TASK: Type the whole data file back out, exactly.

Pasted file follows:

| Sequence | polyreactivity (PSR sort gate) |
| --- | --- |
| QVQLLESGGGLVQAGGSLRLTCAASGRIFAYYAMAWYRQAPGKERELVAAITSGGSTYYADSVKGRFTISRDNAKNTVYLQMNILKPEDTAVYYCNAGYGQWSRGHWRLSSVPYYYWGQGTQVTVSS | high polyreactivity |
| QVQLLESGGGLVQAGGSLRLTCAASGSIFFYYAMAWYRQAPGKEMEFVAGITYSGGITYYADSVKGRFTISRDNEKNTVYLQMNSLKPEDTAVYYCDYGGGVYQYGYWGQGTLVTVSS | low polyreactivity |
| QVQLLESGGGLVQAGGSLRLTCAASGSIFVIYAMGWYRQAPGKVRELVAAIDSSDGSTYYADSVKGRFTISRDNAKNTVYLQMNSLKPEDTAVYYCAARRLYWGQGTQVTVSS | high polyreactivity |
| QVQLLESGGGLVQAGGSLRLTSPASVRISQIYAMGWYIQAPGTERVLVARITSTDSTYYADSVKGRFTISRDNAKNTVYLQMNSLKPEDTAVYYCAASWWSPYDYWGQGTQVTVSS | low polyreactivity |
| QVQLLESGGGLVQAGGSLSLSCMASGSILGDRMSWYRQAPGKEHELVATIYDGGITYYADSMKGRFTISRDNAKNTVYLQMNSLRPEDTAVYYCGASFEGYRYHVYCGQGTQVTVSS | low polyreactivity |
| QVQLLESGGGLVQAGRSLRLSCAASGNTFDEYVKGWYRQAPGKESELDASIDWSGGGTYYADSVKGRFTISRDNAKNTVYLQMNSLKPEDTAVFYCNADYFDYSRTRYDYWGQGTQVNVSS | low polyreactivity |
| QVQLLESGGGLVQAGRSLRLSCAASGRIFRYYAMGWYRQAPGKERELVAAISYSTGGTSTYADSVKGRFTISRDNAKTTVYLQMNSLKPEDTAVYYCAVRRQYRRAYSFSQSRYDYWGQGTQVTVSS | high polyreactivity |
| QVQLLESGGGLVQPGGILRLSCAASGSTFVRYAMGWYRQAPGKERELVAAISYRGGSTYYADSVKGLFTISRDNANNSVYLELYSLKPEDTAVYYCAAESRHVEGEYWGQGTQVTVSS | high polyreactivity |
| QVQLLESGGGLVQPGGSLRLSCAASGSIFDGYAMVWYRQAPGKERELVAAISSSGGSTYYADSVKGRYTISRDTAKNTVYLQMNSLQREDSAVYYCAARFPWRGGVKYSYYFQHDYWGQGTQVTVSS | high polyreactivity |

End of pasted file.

| Sequence | polyreactivity (PSR sort gate) |
| --- | --- |
| QVQLLESGGGLVQAGGSLRLTCAASGRIFAYYAMAWYRQAPGKERELVAAITSGGSTYYADSVKGRFTISRDNAKNTVYLQMNILKPEDTAVYYCNAGYGQWSRGHWRLSSVPYYYWGQGTQVTVSS | high polyreactivity |
| QVQLLESGGGLVQAGGSLRLTCAASGSIFFYYAMAWYRQAPGKEMEFVAGITYSGGITYYADSVKGRFTISRDNEKNTVYLQMNSLKPEDTAVYYCDYGGGVYQYGYWGQGTLVTVSS | low polyreactivity |
| QVQLLESGGGLVQAGGSLRLTCAASGSIFVIYAMGWYRQAPGKVRELVAAIDSSDGSTYYADSVKGRFTISRDNAKNTVYLQMNSLKPEDTAVYYCAARRLYWGQGTQVTVSS | high polyreactivity |
| QVQLLESGGGLVQAGGSLRLTSPASVRISQIYAMGWYIQAPGTERVLVARITSTDSTYYADSVKGRFTISRDNAKNTVYLQMNSLKPEDTAVYYCAASWWSPYDYWGQGTQVTVSS | low polyreactivity |
| QVQLLESGGGLVQAGGSLSLSCMASGSILGDRMSWYRQAPGKEHELVATIYDGGITYYADSMKGRFTISRDNAKNTVYLQMNSLRPEDTAVYYCGASFEGYRYHVYCGQGTQVTVSS | low polyreactivity |
| QVQLLESGGGLVQAGRSLRLSCAASGNTFDEYVKGWYRQAPGKESELDASIDWSGGGTYYADSVKGRFTISRDNAKNTVYLQMNSLKPEDTAVFYCNADYFDYSRTRYDYWGQGTQVNVSS | low polyreactivity |
| QVQLLESGGGLVQAGRSLRLSCAASGRIFRYYAMGWYRQAPGKERELVAAISYSTGGTSTYADSVKGRFTISRDNAKTTVYLQMNSLKPEDTAVYYCAVRRQYRRAYSFSQSRYDYWGQGTQVTVSS | high polyreactivity |
| QVQLLESGGGLVQPGGILRLSCAASGSTFVRYAMGWYRQAPGKERELVAAISYRGGSTYYADSVKGLFTISRDNANNSVYLELYSLKPEDTAVYYCAAESRHVEGEYWGQGTQVTVSS | high polyreactivity |
| QVQLLESGGGLVQPGGSLRLSCAASGSIFDGYAMVWYRQAPGKERELVAAISSSGGSTYYADSVKGRYTISRDTAKNTVYLQMNSLQREDSAVYYCAARFPWRGGVKYSYYFQHDYWGQGTQVTVSS | high polyreactivity |